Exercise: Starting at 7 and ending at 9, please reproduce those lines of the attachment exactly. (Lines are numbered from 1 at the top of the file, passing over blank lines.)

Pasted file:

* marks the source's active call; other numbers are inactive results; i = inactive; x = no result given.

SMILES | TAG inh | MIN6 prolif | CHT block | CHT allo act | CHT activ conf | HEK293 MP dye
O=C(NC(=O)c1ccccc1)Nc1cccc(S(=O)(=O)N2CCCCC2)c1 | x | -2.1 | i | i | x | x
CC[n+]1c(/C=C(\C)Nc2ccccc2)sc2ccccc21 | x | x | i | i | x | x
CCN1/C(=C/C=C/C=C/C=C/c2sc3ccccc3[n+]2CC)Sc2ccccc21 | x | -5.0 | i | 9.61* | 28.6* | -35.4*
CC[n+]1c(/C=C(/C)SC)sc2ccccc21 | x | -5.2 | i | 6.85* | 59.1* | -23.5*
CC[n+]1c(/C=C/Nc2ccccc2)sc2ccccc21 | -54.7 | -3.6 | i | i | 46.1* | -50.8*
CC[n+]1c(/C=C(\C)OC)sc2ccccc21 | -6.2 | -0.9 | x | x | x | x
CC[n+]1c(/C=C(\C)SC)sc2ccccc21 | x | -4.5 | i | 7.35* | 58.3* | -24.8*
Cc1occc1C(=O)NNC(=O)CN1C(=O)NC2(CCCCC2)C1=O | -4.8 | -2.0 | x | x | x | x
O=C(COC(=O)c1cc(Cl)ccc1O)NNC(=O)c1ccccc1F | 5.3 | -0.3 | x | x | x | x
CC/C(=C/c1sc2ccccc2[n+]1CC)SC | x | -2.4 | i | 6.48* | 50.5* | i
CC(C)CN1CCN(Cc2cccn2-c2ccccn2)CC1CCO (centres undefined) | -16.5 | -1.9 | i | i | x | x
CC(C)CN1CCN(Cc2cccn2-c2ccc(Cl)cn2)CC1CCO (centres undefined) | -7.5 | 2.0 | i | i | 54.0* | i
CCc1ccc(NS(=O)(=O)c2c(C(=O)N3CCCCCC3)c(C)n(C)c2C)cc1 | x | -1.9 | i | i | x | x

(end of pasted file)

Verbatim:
CC[n+]1c(/C=C/Nc2ccccc2)sc2ccccc21 | -54.7 | -3.6 | i | i | 46.1* | -50.8*
CC[n+]1c(/C=C(\C)OC)sc2ccccc21 | -6.2 | -0.9 | x | x | x | x
CC[n+]1c(/C=C(\C)SC)sc2ccccc21 | x | -4.5 | i | 7.35* | 58.3* | -24.8*